I organised a competition against London and at that time Raymond Choi (1st Dan) was their instructor. We held it at Blackbird leys Sports Centre. The event was a sell out and we beat London 7-1. The atmosphere was electric and afterwards Master Rhee and a few of us gave a Black Belt demonstration. The audience was amazed. We also beat London at the Oxford Town Hall in another competition I organized a year later.

In 1974 I was asked to represent the UK in the first Taekwon-Do World Championships in Montreal Canada along with Bert Callender (1st Dan) from South Wales. It just the two of us and it was fantastic, although the only medal we achieved between us was when I came away with a bronze medal for the flying high kick. We were introduced to several Masters including General Choi. After the competition finished we were invited to go to Boston and New York to give demonstrations by a couple of Korean masters and we were looked after very well.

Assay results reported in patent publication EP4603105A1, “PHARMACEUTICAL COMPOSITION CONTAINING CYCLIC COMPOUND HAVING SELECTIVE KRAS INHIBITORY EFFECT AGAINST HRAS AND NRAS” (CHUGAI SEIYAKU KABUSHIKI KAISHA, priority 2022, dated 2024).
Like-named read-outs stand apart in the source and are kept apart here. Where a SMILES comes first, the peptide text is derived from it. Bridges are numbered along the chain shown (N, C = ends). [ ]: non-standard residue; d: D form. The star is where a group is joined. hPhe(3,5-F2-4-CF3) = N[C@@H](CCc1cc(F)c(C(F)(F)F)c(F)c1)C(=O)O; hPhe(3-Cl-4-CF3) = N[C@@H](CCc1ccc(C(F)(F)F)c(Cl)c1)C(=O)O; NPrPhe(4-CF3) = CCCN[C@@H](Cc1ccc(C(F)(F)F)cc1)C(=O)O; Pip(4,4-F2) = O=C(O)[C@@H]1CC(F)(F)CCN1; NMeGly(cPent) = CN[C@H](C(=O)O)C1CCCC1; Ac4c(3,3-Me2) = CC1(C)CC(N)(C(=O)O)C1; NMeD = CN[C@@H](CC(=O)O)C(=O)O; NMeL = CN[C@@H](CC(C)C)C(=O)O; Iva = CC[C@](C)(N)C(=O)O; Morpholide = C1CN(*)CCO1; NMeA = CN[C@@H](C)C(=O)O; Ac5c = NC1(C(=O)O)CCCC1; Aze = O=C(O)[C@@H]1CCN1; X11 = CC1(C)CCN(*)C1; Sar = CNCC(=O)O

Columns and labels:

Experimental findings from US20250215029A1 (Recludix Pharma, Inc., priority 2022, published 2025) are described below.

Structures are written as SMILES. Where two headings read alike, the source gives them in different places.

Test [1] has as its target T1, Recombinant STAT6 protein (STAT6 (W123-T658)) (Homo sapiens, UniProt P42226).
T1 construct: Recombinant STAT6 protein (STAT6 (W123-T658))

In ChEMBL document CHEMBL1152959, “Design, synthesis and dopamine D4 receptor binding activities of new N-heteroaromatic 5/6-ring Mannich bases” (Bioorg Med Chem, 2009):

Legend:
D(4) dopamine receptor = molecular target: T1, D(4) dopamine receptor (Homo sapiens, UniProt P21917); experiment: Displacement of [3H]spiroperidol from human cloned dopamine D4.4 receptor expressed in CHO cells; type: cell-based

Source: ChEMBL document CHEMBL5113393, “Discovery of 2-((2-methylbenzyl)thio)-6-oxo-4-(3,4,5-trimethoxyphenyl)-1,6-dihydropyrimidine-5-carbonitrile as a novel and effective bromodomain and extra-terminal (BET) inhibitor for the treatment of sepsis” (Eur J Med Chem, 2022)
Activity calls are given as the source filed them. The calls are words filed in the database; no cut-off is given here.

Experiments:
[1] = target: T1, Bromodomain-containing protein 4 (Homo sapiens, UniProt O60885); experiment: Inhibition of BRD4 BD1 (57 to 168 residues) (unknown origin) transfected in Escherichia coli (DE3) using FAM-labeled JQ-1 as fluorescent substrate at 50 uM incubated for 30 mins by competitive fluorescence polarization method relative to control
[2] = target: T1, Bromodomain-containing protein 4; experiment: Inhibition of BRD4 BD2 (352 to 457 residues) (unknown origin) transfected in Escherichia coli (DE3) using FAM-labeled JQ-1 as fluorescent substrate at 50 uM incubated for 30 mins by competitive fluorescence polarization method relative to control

The Montreal competition was held in the Forum, a massive place where they held the boxing in the Olympics and it was run with precision. Many Masters were there, including Master Hee Il Cho who gave a fantastic demonstration. We met many people in the competition from all over the world and most of them had heard of Master Rhee and were always asking us about him. There were lots of countries taking part, the medals and trophies were huge, some of the trophies were over 4 feet tall!